Photos: (1) Driftwood on the beach; (2) A nameless fjord; (3) Emergency shelter; (4) Nauteyrarpottur; (4) Old herring factory in Djúpavík; (5) Djúpavík; (6) Krossneslaug; (7) Drangsnes with Grímsey island in the background
This morning, Ernesto wants to go deep-sea fishing and whale watching, and we heard that a small tour leaves from the Drangsnes docks. Yesterday we asked about it at Malarkaffi and were told to be at the docks at 9. We’re up bright and early, and prepare ourselves for the worst seasickness in a tiny boat and rough waves, and drive to the docks – and wait. And wait, and wait. And no one shows up. So we get in the car and decide to take a ride up road #643.
It’s a beautiful drive along the coast. The beaches are full of driftwood. We stop to examine an emergency hut a bit closer. We’ve seen them scattered throughout the fjords and this seems like a good opportunity to take a peek inside. There are a few bunks but that’s about it, no gas or any type of supplies for an emergency. But I guess shelter from wind, rain or snow is enough at times.
Djúpavík is the first real stop we make. The old herring factory with the waterfall above it makes for interesting photos. We walk around the old factory, where Sigur Rós played a concert on their homeland tour of Iceland a few years back. The old docks and rusting boat are more good photo motifs. It’s a very cute village with lots of charm. We have coffee and cake at the hotel, and meet Claus who is exhibiting his photos inside the factory. He opens the exhibition for us after our coffee, and we have a look inside.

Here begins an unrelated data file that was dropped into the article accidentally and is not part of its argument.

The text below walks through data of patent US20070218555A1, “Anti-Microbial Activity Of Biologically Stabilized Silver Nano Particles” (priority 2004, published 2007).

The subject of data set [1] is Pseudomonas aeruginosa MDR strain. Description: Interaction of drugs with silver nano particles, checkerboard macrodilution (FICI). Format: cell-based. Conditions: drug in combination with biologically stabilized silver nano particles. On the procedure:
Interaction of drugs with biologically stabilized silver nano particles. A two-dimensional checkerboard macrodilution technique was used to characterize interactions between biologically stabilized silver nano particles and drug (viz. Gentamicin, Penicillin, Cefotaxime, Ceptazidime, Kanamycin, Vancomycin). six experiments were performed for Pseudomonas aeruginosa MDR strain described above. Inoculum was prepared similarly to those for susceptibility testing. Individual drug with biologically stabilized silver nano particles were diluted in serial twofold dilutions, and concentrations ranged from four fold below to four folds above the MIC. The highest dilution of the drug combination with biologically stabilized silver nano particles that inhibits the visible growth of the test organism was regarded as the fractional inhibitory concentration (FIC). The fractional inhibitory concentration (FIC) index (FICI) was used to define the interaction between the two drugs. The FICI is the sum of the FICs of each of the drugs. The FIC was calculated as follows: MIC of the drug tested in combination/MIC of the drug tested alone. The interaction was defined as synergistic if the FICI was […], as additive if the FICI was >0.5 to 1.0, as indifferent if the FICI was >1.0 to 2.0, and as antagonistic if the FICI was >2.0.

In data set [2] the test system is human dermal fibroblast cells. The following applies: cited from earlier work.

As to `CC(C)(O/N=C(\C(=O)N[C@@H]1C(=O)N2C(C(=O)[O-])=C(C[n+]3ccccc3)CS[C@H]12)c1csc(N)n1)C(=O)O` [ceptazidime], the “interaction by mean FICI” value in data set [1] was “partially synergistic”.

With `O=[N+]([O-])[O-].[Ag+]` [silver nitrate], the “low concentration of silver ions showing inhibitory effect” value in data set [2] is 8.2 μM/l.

Back on the road again, we soon reach our destination for the day before turning back again – Krossneslaug. Ernesto really wants to swim, but I prefer to wait for the hotpot back in Drangsnes tonight. There’s an Icelandic man and his Thai wife renting the cottage there, and like hospitable Icelanders, they invite us in for coffee, which we kindly refuse. Later, while Ernesto is in the pool, the man comes up and strikes up a conversation, He’s a fisherman from Ísafjörður but was born in Drangsnes, and both his father and grandfather were fishermen too. He’s been to Thailand a few times and on one of his holidays, brought back a wife. This year they’re staying in Iceland like many of the natives, due to the weak currency abroad.
The trip back to Drangsnes goes quickly, and we only stop once after seeing a seal and some small whales in Reykjarfjörður. Back in Drangsnes, we check into Malarhorn since our apartment last night is full today. It’s a big holiday weekend for the Icelanders as Monday is a bank holiday and a few large campers are parked on the grass near the hotel. Ernesto sets up the portable grill and makes some tasty lamb (again). The local campers are friendly and some come up and say hi. No one speaks a lick of English, and I’m thankful that my Icelandic is getting basic conversational. After dinner, Ernesto would love to jump in the hotpot right away, but I’d like to take a walk first. We walk along the coast a bit and then up the hill behind the village, past the official campsite (which is empty) and quite a ways up Bæjarfell. Then it’s back to the hotpot, but we’re not alone this time; a Dutch couple is there, and an Icelandic man.